C: Sometimes I think about what I need to do, like my to-do list. And I’ll think about my mother or people that I care about. How they are doing. My mother lives in Maryland, so she’s pretty far away. It’s amazing how quickly the time goes. And you sort of get used to the time. I’ll look down at the clock and I’ll say to myself — like in a 10-minute pose — I bet we’re down to six minutes and I’ll look down and it’ll be six minutes. And what I always do as a courtesy is, like for the longer poses, I always give people a notice. Like, when we get down to the last minute I’ll just say, “We have one minute remaining.” Because then (the artists) can finish up an arm or whatever they’re doing.
DC: So when you’re in this modeling class, you can interact with the artists?
C: Oh, well that depends. They never ever tell you not to interact with the artists. Usually in a formal classroom setting, the instructor talks a lot during the break and he or she is walking around looking at everyone’s drawing. And sometimes I’ll walk around just to see what they have drawn and if I like something, I let (the artist) know. But if it’s a more relaxed setting, like a drop-in group, then it’s much more interactive. I don’t have to worry about the teacher walking around. It’s pretty relaxed.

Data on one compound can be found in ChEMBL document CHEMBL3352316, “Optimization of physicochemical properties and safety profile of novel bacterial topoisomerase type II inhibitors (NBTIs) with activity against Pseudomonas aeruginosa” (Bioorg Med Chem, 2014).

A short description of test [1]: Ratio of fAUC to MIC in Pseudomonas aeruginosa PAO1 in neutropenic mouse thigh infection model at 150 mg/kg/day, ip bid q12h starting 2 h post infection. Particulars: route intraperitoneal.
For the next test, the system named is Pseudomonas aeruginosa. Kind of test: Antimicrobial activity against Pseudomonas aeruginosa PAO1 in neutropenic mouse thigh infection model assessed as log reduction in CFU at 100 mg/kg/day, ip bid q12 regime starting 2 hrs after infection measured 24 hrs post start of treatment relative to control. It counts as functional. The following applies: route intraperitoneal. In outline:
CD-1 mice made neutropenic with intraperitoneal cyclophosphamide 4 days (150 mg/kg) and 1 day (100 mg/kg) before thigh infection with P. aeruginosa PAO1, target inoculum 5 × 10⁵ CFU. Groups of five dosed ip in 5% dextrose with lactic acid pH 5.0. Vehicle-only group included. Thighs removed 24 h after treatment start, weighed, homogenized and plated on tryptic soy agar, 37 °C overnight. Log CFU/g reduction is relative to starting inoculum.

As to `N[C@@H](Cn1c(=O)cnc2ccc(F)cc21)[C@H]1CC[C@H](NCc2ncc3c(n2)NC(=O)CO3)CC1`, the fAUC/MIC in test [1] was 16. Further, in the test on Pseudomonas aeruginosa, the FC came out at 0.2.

DC: Who chooses the poses? Can the artists request a pose? Can you refuse a pose?
C: I’ve never refused to do a pose. But sometimes they’ll ask for a horizontal pose or a pose with a lot of negative space. They won’t tell me exactly what to do. The only time I get any critique is when I’m doing a long pose, like a 20-minute pose, and they say, “Chris, can you do that again for another 20 minutes?” Well, sure. I have tape with me all the time. So I tape myself and then when I get back into the pose, of course I have to ask the students if I’m right.
DC: Oh, so you tape what parts of your body are hitting the ground?